Gathering Ideas and Revising our Work

I cannot recommend enough the Ted Kooser The Poetry Home Repair Manual: Practical Adice for Beginning Poets.  So far as I’ve read, it could be called simply The Handbook on Writing.  In the early pages he talks about getting ideas and about revision.

In an appearance at Chatham a year ago, Lois Lowry said that she didn’t believe in “writers’ block.”  She went on, “Is their dentists’ block?”

Novocain, I’d suggest. I respectfully disagree with Lois, at least about writers’ block.  Last Monday night during the Drew-Heinz lecture, Roxanne Gay,  Difficult Women, also disagreed.  I definitely think many of us get “stuck” or empty of ideas.

Kooser addresses that beautifully and inspirationally, I think.  He spoke of William Stafford who said getting ideas was like fishing.  You just toss in your line and sit.

Kafka addressed the process somewhat differently. To paraphrase, he said, “you just sit and listen.  Well, don’t listen, just sit and wait.  Well, don’t wait, just sit.  Ideas will roll in…”  His advice is to do this every day.  This is the writer’s work, to show up at the computer.

I share this, knowing that life interferes with that dictum of showing up every day.  Illness, and, well, work (I almost said “real work”  which is as bad as the person who asked me once if the book I had coming out was a real book or another children’s book)  And our children always come first, and our families, our dogs…all meaningful relationships.  But please don’t wait till you have the idea before writing.  Sit, and ideas will come, at least according to Stafford and Kafka.  Personally, I can’t promise.  But I do think to sit regularly and welcome ideas is worth a try.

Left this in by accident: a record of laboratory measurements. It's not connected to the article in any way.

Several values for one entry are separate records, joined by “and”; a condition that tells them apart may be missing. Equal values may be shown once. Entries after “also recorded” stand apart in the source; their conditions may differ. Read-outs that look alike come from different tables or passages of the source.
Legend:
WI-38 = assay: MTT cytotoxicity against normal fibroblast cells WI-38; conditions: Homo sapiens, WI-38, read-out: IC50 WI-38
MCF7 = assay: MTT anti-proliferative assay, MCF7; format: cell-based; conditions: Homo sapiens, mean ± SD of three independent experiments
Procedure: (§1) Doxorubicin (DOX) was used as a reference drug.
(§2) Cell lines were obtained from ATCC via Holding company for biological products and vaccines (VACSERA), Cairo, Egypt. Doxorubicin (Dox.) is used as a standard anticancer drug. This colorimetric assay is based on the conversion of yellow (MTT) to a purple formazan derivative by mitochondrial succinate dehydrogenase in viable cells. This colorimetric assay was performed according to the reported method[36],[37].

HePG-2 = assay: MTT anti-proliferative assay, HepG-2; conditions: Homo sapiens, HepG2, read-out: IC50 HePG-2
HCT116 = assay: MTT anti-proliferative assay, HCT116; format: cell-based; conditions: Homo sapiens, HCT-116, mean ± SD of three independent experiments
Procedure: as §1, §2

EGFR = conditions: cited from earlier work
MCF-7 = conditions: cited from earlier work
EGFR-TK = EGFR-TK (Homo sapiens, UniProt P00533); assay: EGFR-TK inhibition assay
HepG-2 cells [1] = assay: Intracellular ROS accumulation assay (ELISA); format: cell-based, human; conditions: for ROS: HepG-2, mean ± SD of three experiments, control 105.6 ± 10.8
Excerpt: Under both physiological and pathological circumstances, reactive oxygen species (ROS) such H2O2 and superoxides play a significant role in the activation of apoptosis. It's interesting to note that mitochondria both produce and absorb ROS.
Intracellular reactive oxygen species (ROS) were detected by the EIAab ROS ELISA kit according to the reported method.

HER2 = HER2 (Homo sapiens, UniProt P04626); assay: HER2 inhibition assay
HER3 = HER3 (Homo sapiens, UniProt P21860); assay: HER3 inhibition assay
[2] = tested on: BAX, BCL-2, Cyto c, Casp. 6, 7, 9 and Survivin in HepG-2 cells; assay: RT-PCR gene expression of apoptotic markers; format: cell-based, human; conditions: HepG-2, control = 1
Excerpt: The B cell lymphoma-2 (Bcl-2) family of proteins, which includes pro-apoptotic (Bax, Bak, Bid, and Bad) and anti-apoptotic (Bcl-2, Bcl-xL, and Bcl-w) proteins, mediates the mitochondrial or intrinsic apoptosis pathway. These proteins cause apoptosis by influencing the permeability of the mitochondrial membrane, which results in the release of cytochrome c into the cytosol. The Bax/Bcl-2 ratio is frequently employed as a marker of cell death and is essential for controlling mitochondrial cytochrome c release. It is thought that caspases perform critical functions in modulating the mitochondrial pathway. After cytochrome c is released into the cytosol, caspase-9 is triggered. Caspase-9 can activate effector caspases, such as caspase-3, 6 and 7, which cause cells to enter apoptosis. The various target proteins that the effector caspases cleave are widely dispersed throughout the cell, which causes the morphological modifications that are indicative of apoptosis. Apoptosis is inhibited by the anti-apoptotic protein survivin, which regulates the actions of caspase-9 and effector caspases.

On revision, Kooser says most people see it as the worst kind of drudgery. I have to disagree, again.  Cleaning, cooking, laundering—for me, these trump revision flat.  Kooser says that he has revised most of his poems of only 20 lines forty and fifty times, looking for clarity and freshness.  I say I’m on a third rewrite of my guide dog story, but that doesn’t include the endless revisions plus tinkerings of chapters.  It doesn’t take into account that I’ve written this story as a fictional series, as a lengthy memoir about blindness framed by my dogs.   Trying to write about my guide dogs has been something I’ve been doing for years now.

And although, like most of us, I’m crazy to publish a book, and revision seems to stall that process, I’ve grown to love the tweaking and detailing and deepening of a project. Tweaks that might have to be trimmed or abandoned altogether are fun.  Oscar Wilde supposedly told someone about his writing one day.  Paraphrasing, it went something like this:

“Well, I spent all morning and put in a comma.”

“And what did you do in the afternoon of this exhaustive work?” the woman asked.

“Oh, I took out that comma.”

So please don’t feel pressure from me about getting to that computer more often. Life offers enough pressures.  But please don’t postpone sitting at the computer because you don’t have an idea.  And don’t postpone sitting down to revise, because the work needs to be turned on its head altogether.  Just think, one comma at a time.

 

 

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About Sally Hobart Alexander

Blinded at the age of twenty-six, I left California and elementary school teaching for life in Pittsburgh, Pa. There, I met my husband, got a Masters' degree in social work, had two kids, now 35 and 32, and became a writer. Surprisingly, the writing career led me full-circle to teaching, and I teach in Chatham University's M.F.A. program and lead two writing critique groups. Always, since the age of 26, I have traveled, not in the stereotypic darkness attributed to blindness, but a mist. My blog then, "traveling through the mist" will deal with issues in my culturally different life as a blind writer, teacher, speaker, and human being.
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